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Column: NCAAB: Early season tournaments meaningless

NCAAB Columnist

Published: Monday, November 26, 2012

Updated: Friday, August 23, 2013 16:08

Everyone, at some point in their life, has heard the phrase “Preseason games don’t matter.” We all focus on the prefix of the word, and we are often advised not to derive any conclusions about specific players or teams until the wins and losses are actually accounted for in the standings. In most instances, the preseason is when star athletes are allowed to concern themselves more with the attractive females in the stands than with their fellow teammates. The preseason serves as the proper setting for the underdogs busting their tails just to earn a roster spot, veterans trying to show that they still have a little left in the tank, and jokes like Matt Leinart given the generous opportunity to remember what the playing surface feels like. More often than not, preseason games are as irrelevant and worthless as the Washington Wizards.

As with every rule and theory, there are exceptions. Usually, the preseason of any sport lacks meaning and has no carryover whatsoever to the regular season. In college basketball, however, things are very, very different. Besides watching the Cowboys get shellacked and pigging out on Mom’s sweet potato soufflé, the best part of Thanksgiving Break every year is taking in all of the exciting preseason hoops tournaments, from the Maui Invitational in Hawaii to the Old Spice Classic down in Disney. It’s referred to as “preseason” only because conference slates have not yet begun, and after a few minutes of watching you forget that we’re only in November and not March. Even with some of these events being held in small gyms (in the case of the Battle 4 Atlantis, a converted ballroom) surrounded by the ocean and palm trees, the overall intensity and high level of play is not that far off from that of the Final Four. Additionally, the confidence and team chemistry that certain schools take from these preseason tournaments is invaluable and can serve as the foundation for a championship year. If you need confirmation on that, just ask Kemba Walker and UConn about their 2010 Maui experience.

Although the college basketball season is just starting to take flight, these early games can help us separate the contenders from the pretenders. Let’s take a peek at whose stock has skyrocketed and whose has dropped after the culmination of a couple of preseason tournaments.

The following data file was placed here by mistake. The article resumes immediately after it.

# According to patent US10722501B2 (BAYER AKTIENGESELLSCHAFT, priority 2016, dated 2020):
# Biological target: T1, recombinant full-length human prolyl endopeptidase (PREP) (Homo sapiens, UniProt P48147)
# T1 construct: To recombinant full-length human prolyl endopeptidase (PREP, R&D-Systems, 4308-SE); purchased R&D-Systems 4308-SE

STOCK UP
1. Duke: With quality wins over Kentucky, Minnesota, VCU and Louisville already, you’d be hard-pressed to find Harvard graduates with better resumes than Duke this year. The Blue Devils picked up three of these wins and a trophy in arguably the most stacked preseason tournament ever, the Battle 4 Atlantis. Next up: a date with #4 Ohio State on Wednesday.

2. Oklahoma State: North Carolina State was the team projected to cruise right through the Puerto Rico Tip Off. Count Oklahoma State coach Travis Ford as one of those who did not make that prediction. Ford’s Cowboys beat Tennessee by 17 in the semifinals before manhandling N.C. State (ranked #6 in the nation at the time) in the championship. Do yourself a favor and remember the name Marcus Smart. The freshman point guard went for 20 points, 7 assists, 7 rebounds, 4 steals and 4 blocks in the final game, leading to MVP honors.

STOCK DOWN
1. UCLA: After a long battle with the NCAA, prized recruit Shabazz Muhammad was finally deemed eligible to play just in time for the Legends Classic in Brooklyn. Muhammad chipped in a cool 15 points in his debut, but UCLA’s chances of facing Indiana in the championship was zapped by a feisty Georgetown squad. And if Bruins fans were unhappy about a close win over Georgia in the third-place game, how do you think they’re feeling after losing to Cal Poly on Sunday?
2. Texas: Maybe we missed the warning sign on November 9th, when Texas just scraped by Fresno State. After the Longhorns’ implosion in Maui, it’s clear that this group has some real issues. One of those issues could be solved if suspended point guard and team leader Myck Kabongo ever returns this year. In the meantime, maybe Texas should avoid losing to any more Division II programs (lost to Chaminade in quarterfinals of Maui).

 

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